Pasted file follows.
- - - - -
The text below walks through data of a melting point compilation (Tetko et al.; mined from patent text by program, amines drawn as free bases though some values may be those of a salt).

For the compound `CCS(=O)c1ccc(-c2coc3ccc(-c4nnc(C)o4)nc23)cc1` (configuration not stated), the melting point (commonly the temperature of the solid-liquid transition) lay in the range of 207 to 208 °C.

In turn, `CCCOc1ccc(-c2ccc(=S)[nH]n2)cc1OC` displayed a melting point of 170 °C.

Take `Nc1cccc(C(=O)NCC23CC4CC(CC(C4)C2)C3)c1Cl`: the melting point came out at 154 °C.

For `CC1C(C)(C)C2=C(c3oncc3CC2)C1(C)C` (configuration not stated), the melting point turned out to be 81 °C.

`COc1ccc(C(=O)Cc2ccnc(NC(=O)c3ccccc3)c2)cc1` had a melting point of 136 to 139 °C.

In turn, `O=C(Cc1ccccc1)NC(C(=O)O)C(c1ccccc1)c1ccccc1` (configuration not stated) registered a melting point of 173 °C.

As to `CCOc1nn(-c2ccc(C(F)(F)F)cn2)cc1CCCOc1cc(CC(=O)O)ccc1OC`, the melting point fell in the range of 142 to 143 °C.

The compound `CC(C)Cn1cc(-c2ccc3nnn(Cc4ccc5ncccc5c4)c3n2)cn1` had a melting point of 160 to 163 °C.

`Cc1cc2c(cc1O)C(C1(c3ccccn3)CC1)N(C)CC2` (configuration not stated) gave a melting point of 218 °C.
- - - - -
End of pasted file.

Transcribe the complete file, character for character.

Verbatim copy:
The text below walks through data of a melting point compilation (Tetko et al.; mined from patent text by program, amines drawn as free bases though some values may be those of a salt).

For the compound `CCS(=O)c1ccc(-c2coc3ccc(-c4nnc(C)o4)nc23)cc1` (configuration not stated), the melting point (commonly the temperature of the solid-liquid transition) lay in the range of 207 to 208 °C.

In turn, `CCCOc1ccc(-c2ccc(=S)[nH]n2)cc1OC` displayed a melting point of 170 °C.

Take `Nc1cccc(C(=O)NCC23CC4CC(CC(C4)C2)C3)c1Cl`: the melting point came out at 154 °C.

For `CC1C(C)(C)C2=C(c3oncc3CC2)C1(C)C` (configuration not stated), the melting point turned out to be 81 °C.

`COc1ccc(C(=O)Cc2ccnc(NC(=O)c3ccccc3)c2)cc1` had a melting point of 136 to 139 °C.

In turn, `O=C(Cc1ccccc1)NC(C(=O)O)C(c1ccccc1)c1ccccc1` (configuration not stated) registered a melting point of 173 °C.

As to `CCOc1nn(-c2ccc(C(F)(F)F)cn2)cc1CCCOc1cc(CC(=O)O)ccc1OC`, the melting point fell in the range of 142 to 143 °C.

The compound `CC(C)Cn1cc(-c2ccc3nnn(Cc4ccc5ncccc5c4)c3n2)cn1` had a melting point of 160 to 163 °C.

`Cc1cc2c(cc1O)C(C1(c3ccccn3)CC1)N(C)CC2` (configuration not stated) gave a melting point of 218 °C.